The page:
Ape-man skeleton is 2.2 million years old, say scientists
Scientists at the University of Liverpool have dated an ape-man skeleton at 2.2 million years old suggesting that it may not have been part of the ancestral tree leading to humankind as originally thought
Scientists at the University of Liverpool have dated an ape-man skeleton at 2.2 million years old suggesting that it may not have been part of the ancestral tree leading to humankind as originally thought.
Liverpool researchers worked in collaboration with colleagues at the University of Leeds to analyse the skeleton, which was found in 1997 in Sterkfontein cave in South Africa. Known as ‘Little Foot’, it was known to be between two million and four million years old, but the team has now dated it precisely to 2.2 million years old.
These new findings reveal that the ape-like creature – part of the Australophithecus africanus family – may not be the immediate ancestor of human beings as some experts originally thought. This is because the team found that ‘Little Foot’ lived after the arrival of the stone tool makers, Homo habilis, raising the possibility that this family was more of a side branch of the human evolutionary tree.
Dr Alfred Latham, from the University’s School of Archaeology, Classics and Egyptology said: "‘Little Foot’ is known to have stood on two feet, standing approximately 130cm tall and having a brain not much larger than a modern chimpanzee. It was discovered cemented in layers of stalagmites and archaeologists are continuing to extract the skeleton from the hardened deposits. We believe that ‘Little Foot’ either fell down a shaft or somehow got trapped in the cave and died there. The remains were preserved in the stalagmite layers and it is these layers that have helped our team to date the skeleton."
In order to ascertain the age of the skeleton, Dr Latham, together with Dr Bob Cliff and Jo Walker at the University of Leeds, used a technique called uranium-lead dating. Stalagmite layers contain traces of radioactive uranium, which eventually decays to form lead. The team measured the amount of uranium and lead in the stalagmite layers to form an accurate date for their age and for that of the skeleton.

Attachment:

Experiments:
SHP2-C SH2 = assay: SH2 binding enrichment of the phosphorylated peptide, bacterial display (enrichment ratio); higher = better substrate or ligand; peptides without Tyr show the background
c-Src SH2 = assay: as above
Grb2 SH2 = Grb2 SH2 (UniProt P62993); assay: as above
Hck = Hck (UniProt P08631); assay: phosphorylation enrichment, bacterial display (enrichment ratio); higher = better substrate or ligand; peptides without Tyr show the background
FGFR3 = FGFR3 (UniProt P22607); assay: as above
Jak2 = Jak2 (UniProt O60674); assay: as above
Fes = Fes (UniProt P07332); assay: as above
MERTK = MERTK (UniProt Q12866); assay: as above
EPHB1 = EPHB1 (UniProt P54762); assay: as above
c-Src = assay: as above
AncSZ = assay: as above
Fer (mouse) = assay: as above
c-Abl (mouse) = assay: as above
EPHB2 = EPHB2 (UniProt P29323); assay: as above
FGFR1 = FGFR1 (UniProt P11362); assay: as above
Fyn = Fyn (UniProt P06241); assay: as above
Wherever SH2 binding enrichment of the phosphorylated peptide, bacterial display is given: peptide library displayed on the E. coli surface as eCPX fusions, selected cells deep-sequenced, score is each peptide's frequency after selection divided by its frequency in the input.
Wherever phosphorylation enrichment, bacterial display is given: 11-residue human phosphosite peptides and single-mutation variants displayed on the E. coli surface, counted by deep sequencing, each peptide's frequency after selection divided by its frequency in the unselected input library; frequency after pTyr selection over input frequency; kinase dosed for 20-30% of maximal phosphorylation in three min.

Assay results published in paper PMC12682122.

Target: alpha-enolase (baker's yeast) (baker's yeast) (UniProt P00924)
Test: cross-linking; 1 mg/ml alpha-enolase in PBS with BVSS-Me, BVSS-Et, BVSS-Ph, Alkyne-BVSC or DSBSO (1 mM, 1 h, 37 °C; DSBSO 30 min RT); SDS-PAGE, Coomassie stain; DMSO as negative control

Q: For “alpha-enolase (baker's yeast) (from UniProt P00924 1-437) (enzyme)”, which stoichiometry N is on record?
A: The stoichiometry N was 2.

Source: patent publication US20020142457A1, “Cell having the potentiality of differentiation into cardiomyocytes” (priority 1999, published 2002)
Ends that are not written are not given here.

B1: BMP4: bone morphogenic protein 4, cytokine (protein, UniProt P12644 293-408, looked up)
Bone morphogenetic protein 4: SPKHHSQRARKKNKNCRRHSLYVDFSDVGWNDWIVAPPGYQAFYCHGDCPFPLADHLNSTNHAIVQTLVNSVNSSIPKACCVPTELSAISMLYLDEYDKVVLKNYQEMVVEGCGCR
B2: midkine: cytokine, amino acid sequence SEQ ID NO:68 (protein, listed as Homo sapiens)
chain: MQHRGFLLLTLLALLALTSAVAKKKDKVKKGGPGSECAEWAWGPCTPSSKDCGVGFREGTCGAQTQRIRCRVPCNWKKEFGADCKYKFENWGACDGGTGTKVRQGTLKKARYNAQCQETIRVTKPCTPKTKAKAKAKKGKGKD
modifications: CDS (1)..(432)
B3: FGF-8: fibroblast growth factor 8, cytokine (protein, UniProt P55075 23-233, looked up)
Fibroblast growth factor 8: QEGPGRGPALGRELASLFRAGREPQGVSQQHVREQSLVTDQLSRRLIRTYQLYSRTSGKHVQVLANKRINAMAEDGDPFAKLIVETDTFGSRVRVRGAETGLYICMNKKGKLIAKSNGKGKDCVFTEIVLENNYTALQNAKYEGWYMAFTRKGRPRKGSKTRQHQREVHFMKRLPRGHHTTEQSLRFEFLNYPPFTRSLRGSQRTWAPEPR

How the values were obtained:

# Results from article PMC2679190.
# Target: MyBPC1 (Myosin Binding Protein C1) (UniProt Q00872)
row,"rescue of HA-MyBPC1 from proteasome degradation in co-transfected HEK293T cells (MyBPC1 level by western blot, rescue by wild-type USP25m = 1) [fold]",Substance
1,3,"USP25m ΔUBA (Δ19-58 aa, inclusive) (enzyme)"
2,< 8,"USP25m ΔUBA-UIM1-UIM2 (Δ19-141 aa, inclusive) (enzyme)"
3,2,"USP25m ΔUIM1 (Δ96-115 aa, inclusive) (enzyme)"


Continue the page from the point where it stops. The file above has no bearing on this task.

Dr Latham continued: "Liverpool was the first to obtain rock samples from the cave in 1997 when the skeleton was found. At that point the team dated the layers at 3.3 million years old using magnetic analysis and evidence from animal remains.
"Further investigation by an American team subsequently dated it at 4.29 million years old, which was considered controversial. It was clear from these varying results that another technique was needed in order to place the species within the evolutionary tree. Uranium-lead analysis – an established technique in geology – has never been used on an archaeological site of this kind before, but it has proved to be highly successful."
Uranium-lead analysis has proved to be more accurate than other dating techniques as it does not rely on animal remains or sediment traces surrounding the excavation site. Animal remains or sediment traces are often buried in many layers of hardened deposits making it difficult for archaeologists to pin point exactly where and when the specimens were in existence.
Dr Latham added: "Though these caves hold by far the most numerous ape-man deposits in the world they have been very difficult to date accurately. We have now opened up the way to dating more of these important fossils using the uranium-lead technique."
Dr Latham is now working on another site in Africa similar to Sterkfontein. It is thought to hold the remains of the same ape-man species but these are thought to be approximately 3 million years old. If this is confirmed it means that the species could still be ancestral to humans.
Last reviewed: By John M. Grohol, Psy.D. on 30 Apr 2016
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